Standing in the bank, moving money around, I hear a voice, “Hey Pooh Bear”! I look over and see a 60 year old man, gray hair, lovely suit, waving at me on the far side of the bank lobby. He’s actually the bank president and he was my brother, Granger’s, buddy, forty five years ago. He’s a handsome bank president and he still calls me Pooh Bear. He gives me a big hug and for a warm moment I’m home again with my brother and all his friends. But Granger has been dead for almost a year. Still, I feel loved because he used my nickname.
Nicknames are a double edged sword.
By the time I turned 25 I despised being called Pooh Bear with a red hot lava like hatred. Now, when I hear Pooh Bear I just smile because I know it’s someone who knew my family and loved us. It’s a sweet sound.
When new friends use my old nickname it sounds wrong, almost offensive. If they weren’t part of the history and story they shouldn’t use the name. It’s not their story. Nicknames are personal, kind of like a secret handshake. If you aren’t part of the club you shouldn’t try to use it.
I have a cousin, handsome and smart guy named Daley. But growing up EVERYONE called him Bimbo. And I thought Pooh Bear was bad.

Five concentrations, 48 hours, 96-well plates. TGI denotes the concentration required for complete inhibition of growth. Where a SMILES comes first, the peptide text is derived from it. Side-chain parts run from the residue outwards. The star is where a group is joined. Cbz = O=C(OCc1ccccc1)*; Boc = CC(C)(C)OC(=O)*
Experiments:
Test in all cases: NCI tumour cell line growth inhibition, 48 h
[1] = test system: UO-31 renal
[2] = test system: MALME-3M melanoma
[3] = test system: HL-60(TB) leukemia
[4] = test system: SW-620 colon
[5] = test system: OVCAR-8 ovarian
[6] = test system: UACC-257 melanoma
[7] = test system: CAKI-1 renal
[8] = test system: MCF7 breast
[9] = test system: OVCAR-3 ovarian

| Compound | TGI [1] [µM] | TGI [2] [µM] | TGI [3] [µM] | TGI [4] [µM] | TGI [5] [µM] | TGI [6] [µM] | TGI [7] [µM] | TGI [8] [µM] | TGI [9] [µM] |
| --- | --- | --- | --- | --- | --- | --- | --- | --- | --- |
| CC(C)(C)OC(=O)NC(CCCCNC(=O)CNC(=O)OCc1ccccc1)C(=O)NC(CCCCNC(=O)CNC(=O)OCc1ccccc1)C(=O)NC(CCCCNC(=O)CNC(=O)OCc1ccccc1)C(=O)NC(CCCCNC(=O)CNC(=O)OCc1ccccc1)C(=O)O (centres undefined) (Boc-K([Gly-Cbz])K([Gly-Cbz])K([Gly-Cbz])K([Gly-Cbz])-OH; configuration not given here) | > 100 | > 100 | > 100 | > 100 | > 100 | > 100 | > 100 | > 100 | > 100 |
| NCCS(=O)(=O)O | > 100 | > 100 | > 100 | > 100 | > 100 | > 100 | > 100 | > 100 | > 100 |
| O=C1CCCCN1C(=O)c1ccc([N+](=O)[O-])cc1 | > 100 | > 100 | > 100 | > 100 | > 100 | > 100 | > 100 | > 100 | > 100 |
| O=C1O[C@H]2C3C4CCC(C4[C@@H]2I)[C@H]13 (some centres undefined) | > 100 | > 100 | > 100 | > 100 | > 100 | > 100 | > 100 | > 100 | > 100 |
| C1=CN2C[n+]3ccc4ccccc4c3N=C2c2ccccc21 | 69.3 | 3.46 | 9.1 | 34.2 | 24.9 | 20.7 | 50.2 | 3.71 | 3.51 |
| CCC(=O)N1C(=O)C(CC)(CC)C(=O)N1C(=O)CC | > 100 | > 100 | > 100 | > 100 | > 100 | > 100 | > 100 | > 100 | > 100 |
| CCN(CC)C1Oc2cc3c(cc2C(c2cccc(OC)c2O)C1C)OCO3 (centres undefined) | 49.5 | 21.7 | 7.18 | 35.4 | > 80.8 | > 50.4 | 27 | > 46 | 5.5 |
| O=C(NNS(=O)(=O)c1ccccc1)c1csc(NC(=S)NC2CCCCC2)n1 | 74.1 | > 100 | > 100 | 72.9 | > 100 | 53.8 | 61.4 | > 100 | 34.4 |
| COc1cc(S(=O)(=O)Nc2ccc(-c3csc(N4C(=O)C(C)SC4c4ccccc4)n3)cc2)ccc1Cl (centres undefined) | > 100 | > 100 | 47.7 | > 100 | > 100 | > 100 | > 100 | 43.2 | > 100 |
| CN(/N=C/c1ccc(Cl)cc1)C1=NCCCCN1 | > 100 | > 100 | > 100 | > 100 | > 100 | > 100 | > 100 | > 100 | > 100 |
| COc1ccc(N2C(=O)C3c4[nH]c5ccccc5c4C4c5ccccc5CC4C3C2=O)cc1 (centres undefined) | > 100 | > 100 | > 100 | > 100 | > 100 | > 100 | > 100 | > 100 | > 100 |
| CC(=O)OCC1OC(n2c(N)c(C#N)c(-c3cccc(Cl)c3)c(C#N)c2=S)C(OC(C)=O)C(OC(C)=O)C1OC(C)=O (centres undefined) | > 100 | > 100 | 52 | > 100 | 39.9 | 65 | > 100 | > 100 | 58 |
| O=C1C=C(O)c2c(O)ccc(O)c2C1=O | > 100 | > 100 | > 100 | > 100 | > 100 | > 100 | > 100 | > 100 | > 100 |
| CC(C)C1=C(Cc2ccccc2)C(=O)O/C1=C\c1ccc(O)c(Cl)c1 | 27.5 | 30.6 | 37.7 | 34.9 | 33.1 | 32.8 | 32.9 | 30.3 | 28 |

Growing up in Hot Springs, Arkansas my best friends when I was really little (4 to 7) were Pinky and Squampy. Pinky was probably 7 when I was 5 and Squampy was 3. Our moms ran in a local theater group, The Community Players.
One Friday evening,Pinky, Squampy and I were left alone, again, at the Community Players while our moms directed and stared in A Street Car Named Desire.
There was a tourist attraction next door to the theater,The Alligator Farm. It’s a little place with a lot of gators in shallow pools. But there was a big fat tree growing out of the parking lot and it stretched out across the gator pools.
While our moms were busy with Blanche and Stanley, Pinky convinced us to crawl out on the tree branch, over the alligator pools.
An hour later the adults started looking for us. We’d shimmied out on a thick branch and were staring at dozens of alligators. But Squampy, the youngest, was afraid to shimmy backwards, so we couldn’t get off the branch.
All three of us were clutching the phone pole sized branch, waiting to get eaten or for grown ups to find us. If I’d died that day the newspaper head line might have read “Alligator Eats Pooh Bear!”
Mary, my oldest daughter, is gorgeous now, but when she was little she was kind of silly looking. We called her Buddy Hackett (I swear she looked like him), and we called her Murry. Why Murry? Because when we went to the beach she refused to keep her top on. So we decided if we called her Murray, everyone would think she was a little boy.
Nicknames…they suck, they embarrass us, we hate them. But now, that I’m an adult and fairly confident, and feeling like I have nothing to prove, Pooh Bear doesn’t embarrass me. It makes me feel loved. Murray makes Mary laugh because she knows how beautiful she is and it’s a great story.
Once you grow up and figure out who you are, nicknames are pretty wonderful. They are part of your story. Pinky, Squampy and Biimbo, I still love you.
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